John Grayton Dolphin (April 9, 1902–February 1, 1958), also known as Lovin John, was an African-American businessman, independent record label owner, concert promoter and music producer, who established Dolphin's of Hollywood, an influential record store that remained open 24 hours a day.
Johnny Otis (born Ioannis Alexandres Veliotes; December 28, 1921 – January 17, 2012) was an American singer, musician, composer, arranger, bandleader, talent scout, disc jockey, record producer, television show host, artist, author, journalist, minister, and impresario.
Jump blues is an up-tempo style of blues, usually played by small groups and featuring saxophone or brass instruments.
A keyboard instrument is a musical instrument played using a keyboard, a row of levers which are pressed by the fingers.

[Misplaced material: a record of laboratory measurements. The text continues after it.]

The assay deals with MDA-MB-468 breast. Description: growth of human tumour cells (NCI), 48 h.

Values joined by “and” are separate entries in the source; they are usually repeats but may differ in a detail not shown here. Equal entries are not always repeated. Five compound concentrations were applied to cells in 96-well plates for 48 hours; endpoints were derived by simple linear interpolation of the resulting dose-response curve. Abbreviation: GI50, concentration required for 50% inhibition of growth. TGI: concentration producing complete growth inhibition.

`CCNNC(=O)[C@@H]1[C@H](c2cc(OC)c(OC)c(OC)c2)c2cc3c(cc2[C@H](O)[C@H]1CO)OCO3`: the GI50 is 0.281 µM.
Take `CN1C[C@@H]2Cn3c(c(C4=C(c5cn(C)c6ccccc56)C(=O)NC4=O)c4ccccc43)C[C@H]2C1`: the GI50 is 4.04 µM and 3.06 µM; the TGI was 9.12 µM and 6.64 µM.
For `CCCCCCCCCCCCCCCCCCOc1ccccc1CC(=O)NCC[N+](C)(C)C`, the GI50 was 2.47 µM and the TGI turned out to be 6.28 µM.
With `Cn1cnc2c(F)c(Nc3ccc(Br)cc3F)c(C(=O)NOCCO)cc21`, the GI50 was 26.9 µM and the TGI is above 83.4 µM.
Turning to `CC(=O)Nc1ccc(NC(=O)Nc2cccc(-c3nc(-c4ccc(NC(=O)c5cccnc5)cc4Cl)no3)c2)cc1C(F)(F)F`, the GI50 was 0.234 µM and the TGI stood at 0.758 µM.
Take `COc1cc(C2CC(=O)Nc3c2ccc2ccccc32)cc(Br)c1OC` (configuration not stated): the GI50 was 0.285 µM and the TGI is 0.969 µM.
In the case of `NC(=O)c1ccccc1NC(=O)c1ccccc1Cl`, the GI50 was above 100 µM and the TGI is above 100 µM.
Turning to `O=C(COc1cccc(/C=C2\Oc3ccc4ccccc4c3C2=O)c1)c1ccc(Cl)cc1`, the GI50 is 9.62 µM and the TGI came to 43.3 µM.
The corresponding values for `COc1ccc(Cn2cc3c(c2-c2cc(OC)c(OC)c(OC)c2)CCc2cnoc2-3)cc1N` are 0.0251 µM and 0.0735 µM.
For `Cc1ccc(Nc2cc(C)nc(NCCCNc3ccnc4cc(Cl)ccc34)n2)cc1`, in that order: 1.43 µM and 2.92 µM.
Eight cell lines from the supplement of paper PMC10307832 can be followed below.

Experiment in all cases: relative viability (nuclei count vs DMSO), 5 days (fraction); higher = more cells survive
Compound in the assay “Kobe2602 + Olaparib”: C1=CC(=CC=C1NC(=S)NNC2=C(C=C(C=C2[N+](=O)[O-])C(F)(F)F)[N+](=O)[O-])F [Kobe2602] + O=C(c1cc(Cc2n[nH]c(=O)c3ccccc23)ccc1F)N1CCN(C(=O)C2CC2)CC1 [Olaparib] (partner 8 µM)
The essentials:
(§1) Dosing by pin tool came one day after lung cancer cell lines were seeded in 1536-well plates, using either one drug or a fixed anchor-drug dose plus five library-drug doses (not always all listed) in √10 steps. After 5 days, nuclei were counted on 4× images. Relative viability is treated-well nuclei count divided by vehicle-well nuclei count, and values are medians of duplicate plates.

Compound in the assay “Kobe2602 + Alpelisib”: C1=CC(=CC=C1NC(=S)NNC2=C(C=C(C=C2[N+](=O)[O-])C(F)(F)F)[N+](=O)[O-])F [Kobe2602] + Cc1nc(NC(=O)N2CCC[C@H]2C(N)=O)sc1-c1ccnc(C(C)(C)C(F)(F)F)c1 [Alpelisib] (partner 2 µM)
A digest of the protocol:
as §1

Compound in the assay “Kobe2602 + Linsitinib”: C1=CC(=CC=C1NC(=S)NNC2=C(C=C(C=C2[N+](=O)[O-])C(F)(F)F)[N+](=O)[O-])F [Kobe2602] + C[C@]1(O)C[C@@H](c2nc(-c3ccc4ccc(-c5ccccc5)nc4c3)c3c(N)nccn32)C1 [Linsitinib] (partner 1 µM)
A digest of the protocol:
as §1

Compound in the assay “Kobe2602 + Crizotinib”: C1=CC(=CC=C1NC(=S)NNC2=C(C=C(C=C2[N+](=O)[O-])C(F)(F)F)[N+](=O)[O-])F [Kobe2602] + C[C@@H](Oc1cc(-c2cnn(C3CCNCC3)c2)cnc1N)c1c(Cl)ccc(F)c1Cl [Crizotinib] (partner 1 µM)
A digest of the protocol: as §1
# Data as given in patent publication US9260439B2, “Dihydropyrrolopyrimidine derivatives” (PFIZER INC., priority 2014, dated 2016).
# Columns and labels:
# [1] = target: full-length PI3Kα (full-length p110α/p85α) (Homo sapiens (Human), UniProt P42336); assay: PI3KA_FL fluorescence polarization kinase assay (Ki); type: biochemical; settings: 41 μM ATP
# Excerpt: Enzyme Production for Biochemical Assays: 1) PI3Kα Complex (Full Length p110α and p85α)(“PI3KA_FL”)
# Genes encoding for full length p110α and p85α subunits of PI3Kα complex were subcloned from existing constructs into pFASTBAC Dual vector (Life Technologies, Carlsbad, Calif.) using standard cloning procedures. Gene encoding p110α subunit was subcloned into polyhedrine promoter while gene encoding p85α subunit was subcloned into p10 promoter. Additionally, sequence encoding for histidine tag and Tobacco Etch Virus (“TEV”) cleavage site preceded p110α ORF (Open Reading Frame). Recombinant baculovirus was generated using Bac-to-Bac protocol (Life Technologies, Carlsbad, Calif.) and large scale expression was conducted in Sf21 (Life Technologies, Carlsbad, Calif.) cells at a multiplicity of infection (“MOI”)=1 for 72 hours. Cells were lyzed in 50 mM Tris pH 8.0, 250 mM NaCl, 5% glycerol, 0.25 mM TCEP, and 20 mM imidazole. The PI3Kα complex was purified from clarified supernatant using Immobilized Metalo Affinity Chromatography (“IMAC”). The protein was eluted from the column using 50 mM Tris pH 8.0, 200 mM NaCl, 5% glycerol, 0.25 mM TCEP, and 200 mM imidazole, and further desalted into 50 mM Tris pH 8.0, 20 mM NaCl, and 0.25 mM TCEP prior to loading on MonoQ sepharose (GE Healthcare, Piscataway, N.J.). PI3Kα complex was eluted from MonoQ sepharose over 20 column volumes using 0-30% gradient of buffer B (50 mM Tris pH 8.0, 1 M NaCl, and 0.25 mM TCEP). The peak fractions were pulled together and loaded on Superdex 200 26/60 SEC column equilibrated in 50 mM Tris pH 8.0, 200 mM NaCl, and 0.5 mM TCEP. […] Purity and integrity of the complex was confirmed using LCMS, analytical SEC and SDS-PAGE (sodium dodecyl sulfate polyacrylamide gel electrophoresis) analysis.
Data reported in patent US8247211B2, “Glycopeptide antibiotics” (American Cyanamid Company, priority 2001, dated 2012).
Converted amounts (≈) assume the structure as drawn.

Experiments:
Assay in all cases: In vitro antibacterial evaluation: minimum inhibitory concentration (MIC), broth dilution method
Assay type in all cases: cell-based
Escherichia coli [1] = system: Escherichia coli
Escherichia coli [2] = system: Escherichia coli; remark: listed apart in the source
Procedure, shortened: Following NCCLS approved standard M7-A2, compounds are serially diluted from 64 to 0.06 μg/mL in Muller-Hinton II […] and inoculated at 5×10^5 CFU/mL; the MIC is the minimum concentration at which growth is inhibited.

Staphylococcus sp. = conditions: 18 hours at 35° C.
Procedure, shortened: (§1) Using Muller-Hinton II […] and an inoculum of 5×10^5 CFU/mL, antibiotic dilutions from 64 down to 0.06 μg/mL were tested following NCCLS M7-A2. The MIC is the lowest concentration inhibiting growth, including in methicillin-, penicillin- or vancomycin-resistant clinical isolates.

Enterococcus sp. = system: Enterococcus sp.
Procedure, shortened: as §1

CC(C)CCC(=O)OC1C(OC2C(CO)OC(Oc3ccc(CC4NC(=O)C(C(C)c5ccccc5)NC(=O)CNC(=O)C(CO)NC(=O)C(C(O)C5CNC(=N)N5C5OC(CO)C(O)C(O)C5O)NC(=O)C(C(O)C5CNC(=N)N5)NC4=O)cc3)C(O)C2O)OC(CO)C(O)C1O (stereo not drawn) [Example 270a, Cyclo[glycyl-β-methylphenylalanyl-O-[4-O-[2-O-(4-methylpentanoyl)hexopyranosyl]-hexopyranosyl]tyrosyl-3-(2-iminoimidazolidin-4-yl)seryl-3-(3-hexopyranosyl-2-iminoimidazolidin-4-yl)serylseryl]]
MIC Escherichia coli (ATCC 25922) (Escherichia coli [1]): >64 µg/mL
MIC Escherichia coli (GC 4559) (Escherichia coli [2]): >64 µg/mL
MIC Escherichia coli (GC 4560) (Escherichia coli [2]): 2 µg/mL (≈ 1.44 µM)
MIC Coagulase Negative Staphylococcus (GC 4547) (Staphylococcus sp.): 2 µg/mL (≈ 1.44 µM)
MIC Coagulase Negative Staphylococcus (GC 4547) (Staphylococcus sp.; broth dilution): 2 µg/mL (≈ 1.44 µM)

King Records was an American leading independent record company and label founded in 1943 by Syd Nathan in Cincinnati, Ohio.
Antonio Marquis "L.A." Reid (born June 7, 1956) is an American music executive, musician, songwriter, record producer, author, and former television music competition judge.
LaFace Records was an American record label based in Atlanta, Georgia that operated as a unit of Sony Music Entertainment from 2008 to 2011 and was historically a part of Bertelsmann Music Group from 1989 to 2004.
"Last Night" is an instrumental recorded by The Mar-Keys.
"Lawdy Miss Clawdy" is a rhythm and blues song by New Orleans singer/songwriter Lloyd Price that "grandly introduced The New Orleans Sound".
Leonard Chess (March 12, 1917 – October 16, 1969) was an American record company executive and the co-founder of Chess Records.
Leroy Carr (March 27, 1905 – April 29, 1935) was an American blues singer, songwriter and pianist who developed a laid-back, crooning technique and whose popularity and style influenced such artists as Nat King Cole and Ray Charles.